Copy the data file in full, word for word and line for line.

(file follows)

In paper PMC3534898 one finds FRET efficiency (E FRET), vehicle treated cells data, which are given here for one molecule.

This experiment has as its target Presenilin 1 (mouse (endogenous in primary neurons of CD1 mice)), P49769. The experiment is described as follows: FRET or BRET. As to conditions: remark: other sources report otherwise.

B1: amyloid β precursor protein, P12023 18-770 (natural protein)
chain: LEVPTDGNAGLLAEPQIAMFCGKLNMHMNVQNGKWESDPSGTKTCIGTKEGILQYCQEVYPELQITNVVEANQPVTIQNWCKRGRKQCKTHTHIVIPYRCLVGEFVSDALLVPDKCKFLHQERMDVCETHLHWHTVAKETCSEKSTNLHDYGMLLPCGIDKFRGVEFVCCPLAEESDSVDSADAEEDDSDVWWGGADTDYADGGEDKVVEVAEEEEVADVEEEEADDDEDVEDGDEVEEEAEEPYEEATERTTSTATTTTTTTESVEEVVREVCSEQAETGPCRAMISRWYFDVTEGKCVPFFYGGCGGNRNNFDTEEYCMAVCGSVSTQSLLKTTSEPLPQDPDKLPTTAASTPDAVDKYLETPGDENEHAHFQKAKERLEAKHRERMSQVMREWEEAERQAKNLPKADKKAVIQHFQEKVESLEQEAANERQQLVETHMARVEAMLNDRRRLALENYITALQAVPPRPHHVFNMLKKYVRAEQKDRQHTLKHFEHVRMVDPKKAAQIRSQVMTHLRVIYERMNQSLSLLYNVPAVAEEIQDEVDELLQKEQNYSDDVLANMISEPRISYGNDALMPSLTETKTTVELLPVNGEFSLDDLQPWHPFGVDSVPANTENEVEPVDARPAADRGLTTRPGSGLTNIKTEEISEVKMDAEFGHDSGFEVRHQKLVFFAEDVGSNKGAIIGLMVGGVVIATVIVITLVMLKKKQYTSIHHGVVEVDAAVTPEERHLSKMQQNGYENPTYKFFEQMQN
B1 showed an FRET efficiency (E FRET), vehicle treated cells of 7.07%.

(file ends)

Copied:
In paper PMC3534898 one finds FRET efficiency (E FRET), vehicle treated cells data, which are given here for one molecule.

This experiment has as its target Presenilin 1 (mouse (endogenous in primary neurons of CD1 mice)), P49769. The experiment is described as follows: FRET or BRET. As to conditions: remark: other sources report otherwise.

B1: amyloid β precursor protein, P12023 18-770 (natural protein)
chain: LEVPTDGNAGLLAEPQIAMFCGKLNMHMNVQNGKWESDPSGTKTCIGTKEGILQYCQEVYPELQITNVVEANQPVTIQNWCKRGRKQCKTHTHIVIPYRCLVGEFVSDALLVPDKCKFLHQERMDVCETHLHWHTVAKETCSEKSTNLHDYGMLLPCGIDKFRGVEFVCCPLAEESDSVDSADAEEDDSDVWWGGADTDYADGGEDKVVEVAEEEEVADVEEEEADDDEDVEDGDEVEEEAEEPYEEATERTTSTATTTTTTTESVEEVVREVCSEQAETGPCRAMISRWYFDVTEGKCVPFFYGGCGGNRNNFDTEEYCMAVCGSVSTQSLLKTTSEPLPQDPDKLPTTAASTPDAVDKYLETPGDENEHAHFQKAKERLEAKHRERMSQVMREWEEAERQAKNLPKADKKAVIQHFQEKVESLEQEAANERQQLVETHMARVEAMLNDRRRLALENYITALQAVPPRPHHVFNMLKKYVRAEQKDRQHTLKHFEHVRMVDPKKAAQIRSQVMTHLRVIYERMNQSLSLLYNVPAVAEEIQDEVDELLQKEQNYSDDVLANMISEPRISYGNDALMPSLTETKTTVELLPVNGEFSLDDLQPWHPFGVDSVPANTENEVEPVDARPAADRGLTTRPGSGLTNIKTEEISEVKMDAEFGHDSGFEVRHQKLVFFAEDVGSNKGAIIGLMVGGVVIATVIVITLVMLKKKQYTSIHHGVVEVDAAVTPEERHLSKMQQNGYENPTYKFFEQMQN
B1 showed an FRET efficiency (E FRET), vehicle treated cells of 7.07%.